Updates to Federal Trucking Regulations in 2019 | Robert Armstrong Law

Truck drivers in the United States face some of the most precarious safety concerns of any profession. Like most drivers, they are constantly on the lookout for evolving rules and regulations they must comply with on the road. One of the main differences between daily commuters and long-haul truck drivers, however, is that trucks must know and obey these laws as part of their means of earning a living.

Another difference is that in addition to the standard “rules of the road” most drivers face, the truck driving industry must also comply with rules set by the Federal Motor Carrier Safety Administration (FMCSA), an agency under the purview of the U.S. Department of Transportation.   

This article summarizes some of the most important changes to trucking regulations passed by FMCSA in 2019.


Electronic Logging Devices Required by Year-End

In late 2017 the FMCSA began requiring most commercial vehicles to install electronic logging devices (ELDs) on their vehicles. While most rigs were equipped with the older Automatic On-Board Recording Devices (AOBRDs), FMCSA excluded AOBRDs from that requirement at the time. However, FMCSA has finally provided a date by which all “grandfathered” AOBRDs must transitioned to a mandate-required ELD: December 16, 2019.


Hours of Service Reform

Related to logging devices, truckers have stated their issues with Hours of Service (HOS) requirements. In August 2018 the FMCSA requested opinions from truck drivers specifically regarding these requirements in relation to split sleeper berths and rest breaks. In response to driver opinions, there are two rules being presented to the U.S. House of Representatives: HR 5417 (REST Act) and HR 6178 (HOURS Act).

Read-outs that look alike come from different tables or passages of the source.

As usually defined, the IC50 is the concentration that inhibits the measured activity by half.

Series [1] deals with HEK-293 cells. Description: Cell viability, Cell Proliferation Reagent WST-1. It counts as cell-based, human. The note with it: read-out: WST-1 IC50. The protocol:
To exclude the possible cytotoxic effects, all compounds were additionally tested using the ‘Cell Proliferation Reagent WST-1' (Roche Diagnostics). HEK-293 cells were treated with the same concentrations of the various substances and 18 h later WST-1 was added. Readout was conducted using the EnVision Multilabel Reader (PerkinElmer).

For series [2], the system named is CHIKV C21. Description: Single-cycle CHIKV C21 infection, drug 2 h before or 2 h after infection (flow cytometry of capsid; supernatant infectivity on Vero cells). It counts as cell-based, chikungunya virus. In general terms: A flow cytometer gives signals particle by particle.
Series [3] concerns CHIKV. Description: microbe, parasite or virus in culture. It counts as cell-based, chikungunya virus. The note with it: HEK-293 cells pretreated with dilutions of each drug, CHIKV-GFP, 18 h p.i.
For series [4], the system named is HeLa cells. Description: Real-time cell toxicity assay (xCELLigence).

The REST Act proposes that truck drivers would be allowed a rest break up to three hours, a 14-hour clock pause, and would eliminate the 30-minute break requirement. The HOURS Act proposes four different requirements: ag exemption, short-haul alignment, a decrease in supporting documents, and omitting the advanced noticed for the split sleeper berth.


Drug and Alcohol Testing

The FMCSA Commercial Driver’s License Drug and Alcohol Clearinghouse will go into effect on January 6, 2020, and within 60 days the FMCSA administrator must submit a status report to Congress on the Clearinghouse status. Under the new rule, employers will be required to examine the clearinghouse for any drug or alcohol violations before proceeding with a pre-employment screening and annual confirmation.

However, before DOT can change the rule, the U.S. Department of Health and Human Services (HHS) must develop guidelines regarding hair follicle testing. Currently, only urine testing is approved which can identify drug use within the past days or weeks. Conversely, hair testing can identify drug use within the past 2-3 months.


Sleep Apnea and Speed Limiter Updates

Sleep apnea is one of the largest safety concerns for truck drivers across the country. In March 2016 the FMCSA and Federal Railroad Administration proposed a rule that would include a higher degree of sleep apnea testing.

In August 2017, FMCSA and FRA decided against moving forward with this proposed regulation after significant industry push-back. As of April 2019, the regulation has been put on hold, but according to federal regulators, it is not completely dead.

Similarly, proposed rules regarding speed limiters for commercial trucks faced industry pushback in August 2016. The rule required that all commercial trucks have speed limiter devices installed. Discussed speeds ranged from 60 to 68 mph. This rule, although not dead, has also been placed on hold as of April 2019.